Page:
The American food industry has made a killing for years by pumping their products full of unhealthy but delicious ingredients. This was documented most recently by Michael Moss in his book Salt, Sugar, Fat: How Food Giants Hooked Us, which showed how food companies manipulated levels of highly addictive, but unhealthy ingredients, to draw consumers to their products.
If that sounds familiar, it's because tobacco companies did the same thing with nicotine to get Americans hooked on cigarettes.
Now some are proposing
that state attorneys general go after Big Food the same way they went after Big Tobacco: With a massive lawsuit to get food companies to pay some of the healthcare costs associated with obesity, which states pick up through Medicaid spending. In the 1990s, tobacco companies reached a historic settlement with 46 states that forced them to pay $246 billion and agree to stop marketing cigarettes to young people.
It's hard to think of a more dramatic example of private industry being held accountable for the damage inflicted on Americans in pursuit of profits. And the prospects of states repeating this feat with Big Food is, well, mouth watering.
Indeed, an argument can be made that Big Food plays a much more pernicious role in driving up healthcare costs than the tobacco industry. As I've argued elsewhere
, it's not clear that premature deaths from lung cancer actually increase healthcare costs, since people who live longer and die more drawn out deaths from other causes -- like Alzheimer's -- may incur higher health costs. That's why I'm not a big fan of jacking cigarette taxes (which are mainly paid by low-income people) in the name of defraying health costs.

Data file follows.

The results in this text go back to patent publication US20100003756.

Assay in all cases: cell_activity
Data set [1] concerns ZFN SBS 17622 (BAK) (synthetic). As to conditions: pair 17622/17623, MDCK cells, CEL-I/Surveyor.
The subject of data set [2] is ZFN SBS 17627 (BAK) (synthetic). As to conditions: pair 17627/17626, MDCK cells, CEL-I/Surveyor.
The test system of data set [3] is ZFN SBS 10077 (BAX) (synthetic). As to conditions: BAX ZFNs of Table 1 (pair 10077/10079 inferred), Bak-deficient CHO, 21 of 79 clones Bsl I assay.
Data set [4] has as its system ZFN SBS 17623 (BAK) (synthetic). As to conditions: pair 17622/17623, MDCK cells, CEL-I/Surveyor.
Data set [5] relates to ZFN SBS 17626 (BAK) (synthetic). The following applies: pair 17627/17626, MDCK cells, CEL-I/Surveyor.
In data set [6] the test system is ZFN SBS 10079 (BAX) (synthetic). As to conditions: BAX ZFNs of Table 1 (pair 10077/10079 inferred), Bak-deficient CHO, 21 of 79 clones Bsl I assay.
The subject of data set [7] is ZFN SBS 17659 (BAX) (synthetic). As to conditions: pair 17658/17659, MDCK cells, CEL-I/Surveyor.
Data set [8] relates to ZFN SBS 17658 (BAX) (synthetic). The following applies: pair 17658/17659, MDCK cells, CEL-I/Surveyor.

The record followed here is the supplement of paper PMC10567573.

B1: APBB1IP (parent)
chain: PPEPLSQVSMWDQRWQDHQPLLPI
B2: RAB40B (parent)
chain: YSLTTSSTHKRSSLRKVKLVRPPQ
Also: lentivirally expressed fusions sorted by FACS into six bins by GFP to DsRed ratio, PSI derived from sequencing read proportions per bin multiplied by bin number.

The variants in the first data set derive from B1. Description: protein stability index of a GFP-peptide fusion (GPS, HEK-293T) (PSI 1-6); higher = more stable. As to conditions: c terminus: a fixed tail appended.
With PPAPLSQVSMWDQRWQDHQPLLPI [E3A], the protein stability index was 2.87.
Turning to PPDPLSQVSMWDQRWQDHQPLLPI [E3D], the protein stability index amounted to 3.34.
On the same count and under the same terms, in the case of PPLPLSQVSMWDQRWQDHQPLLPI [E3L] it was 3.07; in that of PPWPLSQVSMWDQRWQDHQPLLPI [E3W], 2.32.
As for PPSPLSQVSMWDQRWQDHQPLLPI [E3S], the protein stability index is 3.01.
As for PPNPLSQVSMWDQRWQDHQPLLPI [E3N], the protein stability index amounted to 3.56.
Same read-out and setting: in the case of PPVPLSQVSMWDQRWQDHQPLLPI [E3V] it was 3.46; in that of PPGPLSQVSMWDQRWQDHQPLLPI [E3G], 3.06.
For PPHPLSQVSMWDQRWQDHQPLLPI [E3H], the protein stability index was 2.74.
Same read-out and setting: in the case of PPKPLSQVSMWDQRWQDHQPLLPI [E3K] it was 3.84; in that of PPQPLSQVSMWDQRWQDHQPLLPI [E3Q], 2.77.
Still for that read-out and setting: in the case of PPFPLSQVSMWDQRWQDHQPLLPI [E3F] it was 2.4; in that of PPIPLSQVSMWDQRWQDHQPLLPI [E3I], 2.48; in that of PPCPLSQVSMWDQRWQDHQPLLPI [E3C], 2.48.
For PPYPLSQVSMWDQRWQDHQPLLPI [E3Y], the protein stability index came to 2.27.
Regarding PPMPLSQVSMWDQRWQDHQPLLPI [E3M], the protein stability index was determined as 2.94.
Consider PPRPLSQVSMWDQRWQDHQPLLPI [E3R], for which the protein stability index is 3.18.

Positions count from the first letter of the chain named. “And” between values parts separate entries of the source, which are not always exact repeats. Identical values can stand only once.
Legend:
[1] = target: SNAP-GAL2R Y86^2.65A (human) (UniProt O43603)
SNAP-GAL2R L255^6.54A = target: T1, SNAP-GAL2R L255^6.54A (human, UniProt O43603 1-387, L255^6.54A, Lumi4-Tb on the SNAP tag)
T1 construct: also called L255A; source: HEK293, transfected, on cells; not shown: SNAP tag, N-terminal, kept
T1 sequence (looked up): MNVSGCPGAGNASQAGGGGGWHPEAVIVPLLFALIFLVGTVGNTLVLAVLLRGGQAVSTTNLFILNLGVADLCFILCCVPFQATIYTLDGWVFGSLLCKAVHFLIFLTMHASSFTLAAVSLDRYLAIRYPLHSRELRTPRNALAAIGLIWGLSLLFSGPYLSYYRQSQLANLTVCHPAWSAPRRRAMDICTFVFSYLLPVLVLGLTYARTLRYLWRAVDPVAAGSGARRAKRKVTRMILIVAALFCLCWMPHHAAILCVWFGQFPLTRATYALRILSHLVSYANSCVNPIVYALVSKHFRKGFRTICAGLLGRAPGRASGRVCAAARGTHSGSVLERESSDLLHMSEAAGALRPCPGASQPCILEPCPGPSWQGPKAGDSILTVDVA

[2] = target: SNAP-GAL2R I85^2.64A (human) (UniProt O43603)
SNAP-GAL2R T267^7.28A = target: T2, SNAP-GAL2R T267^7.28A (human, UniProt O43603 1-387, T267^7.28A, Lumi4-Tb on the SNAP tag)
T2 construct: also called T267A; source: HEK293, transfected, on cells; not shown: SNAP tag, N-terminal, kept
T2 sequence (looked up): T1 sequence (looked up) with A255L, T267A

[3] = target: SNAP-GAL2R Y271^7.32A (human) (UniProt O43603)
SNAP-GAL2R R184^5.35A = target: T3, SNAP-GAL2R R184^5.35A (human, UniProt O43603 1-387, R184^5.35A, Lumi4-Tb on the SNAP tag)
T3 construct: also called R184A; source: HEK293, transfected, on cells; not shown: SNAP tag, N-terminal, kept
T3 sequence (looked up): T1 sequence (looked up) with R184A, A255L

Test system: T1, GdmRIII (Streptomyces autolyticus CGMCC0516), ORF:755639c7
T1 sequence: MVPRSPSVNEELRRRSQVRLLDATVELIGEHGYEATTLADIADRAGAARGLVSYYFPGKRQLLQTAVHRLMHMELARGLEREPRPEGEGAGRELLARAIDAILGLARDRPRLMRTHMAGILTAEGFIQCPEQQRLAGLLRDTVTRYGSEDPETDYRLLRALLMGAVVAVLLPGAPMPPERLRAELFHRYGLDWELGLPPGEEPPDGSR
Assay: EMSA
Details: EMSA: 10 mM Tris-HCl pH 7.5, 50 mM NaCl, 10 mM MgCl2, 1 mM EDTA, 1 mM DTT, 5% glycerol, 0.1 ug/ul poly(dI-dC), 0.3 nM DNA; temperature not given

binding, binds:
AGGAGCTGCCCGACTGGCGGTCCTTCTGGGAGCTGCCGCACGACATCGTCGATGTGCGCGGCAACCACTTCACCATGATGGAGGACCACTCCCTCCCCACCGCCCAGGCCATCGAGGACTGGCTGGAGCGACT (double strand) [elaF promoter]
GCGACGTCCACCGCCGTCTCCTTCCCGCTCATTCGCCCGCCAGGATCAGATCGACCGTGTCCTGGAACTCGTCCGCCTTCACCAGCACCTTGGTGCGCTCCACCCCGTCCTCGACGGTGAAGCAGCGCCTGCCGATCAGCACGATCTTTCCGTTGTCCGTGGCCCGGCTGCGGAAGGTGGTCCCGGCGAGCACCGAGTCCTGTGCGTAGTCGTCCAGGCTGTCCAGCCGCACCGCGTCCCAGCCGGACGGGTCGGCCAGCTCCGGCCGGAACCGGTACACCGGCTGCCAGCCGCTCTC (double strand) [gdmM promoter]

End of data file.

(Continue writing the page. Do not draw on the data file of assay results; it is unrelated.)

Obesity, on the other hand, really does push up healthcare costs in the aggregate. That's because it's a driver of chronic health conditions that are costly to treat, diabetes most notably, but also heart disease.
What about personal responsibility, you might wonder? McDonald's doesn't force anyone to walk through its doors. To this point, advocates of suing argue that yes, individuals do share a portion of the blame. And food companies also share some portion -- a super size portion they should pay for, since right now the entire cost of poisoning America with junk food is being picked up by the public.
Anyway, the ultimate goal should not be just imposing a financial penalty and helping states cope with budgetary pressures. The really exciting prospect here is that litigation could force food companies to truly change behavior, leading to better health among Americans and lower healthcare costs. While everyone spends a lot of time talking about ways to reduce healthcare costs by reforming our health system, another obvious strategy is to foster better health so people need less healthcare to begin with. The Affordable Care Act has a number of features to promote preventative health, but as long as the food companies keep us addicted to salty, sweet, and fatty foods, fostering better health will be an uphill battle.
A massive lawsuit against Big Food is a long shot according to many experts, but sounds like it's worth trying to me. Even a partial victory could be sumptuous.